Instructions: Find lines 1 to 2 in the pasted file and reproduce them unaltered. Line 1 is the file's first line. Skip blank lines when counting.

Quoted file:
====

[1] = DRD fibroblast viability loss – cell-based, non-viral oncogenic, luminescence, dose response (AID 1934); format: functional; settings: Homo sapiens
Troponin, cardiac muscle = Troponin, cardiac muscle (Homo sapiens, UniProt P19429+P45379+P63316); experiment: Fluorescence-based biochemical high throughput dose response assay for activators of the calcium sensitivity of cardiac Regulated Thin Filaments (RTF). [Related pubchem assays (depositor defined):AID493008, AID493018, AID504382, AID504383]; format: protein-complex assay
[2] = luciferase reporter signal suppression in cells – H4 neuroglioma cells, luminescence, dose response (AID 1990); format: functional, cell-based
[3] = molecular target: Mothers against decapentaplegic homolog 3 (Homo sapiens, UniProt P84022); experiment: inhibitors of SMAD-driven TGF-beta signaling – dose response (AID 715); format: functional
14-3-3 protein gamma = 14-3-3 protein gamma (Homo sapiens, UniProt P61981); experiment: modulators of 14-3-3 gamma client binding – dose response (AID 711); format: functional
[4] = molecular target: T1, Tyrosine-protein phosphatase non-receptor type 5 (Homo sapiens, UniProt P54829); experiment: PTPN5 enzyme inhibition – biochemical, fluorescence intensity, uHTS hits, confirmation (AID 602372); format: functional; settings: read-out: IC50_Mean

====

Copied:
[1] = DRD fibroblast viability loss – cell-based, non-viral oncogenic, luminescence, dose response (AID 1934); format: functional; settings: Homo sapiens
Troponin, cardiac muscle = Troponin, cardiac muscle (Homo sapiens, UniProt P19429+P45379+P63316); experiment: Fluorescence-based biochemical high throughput dose response assay for activators of the calcium sensitivity of cardiac Regulated Thin Filaments (RTF). [Related pubchem assays (depositor defined):AID493008, AID493018, AID504382, AID504383]; format: protein-complex assay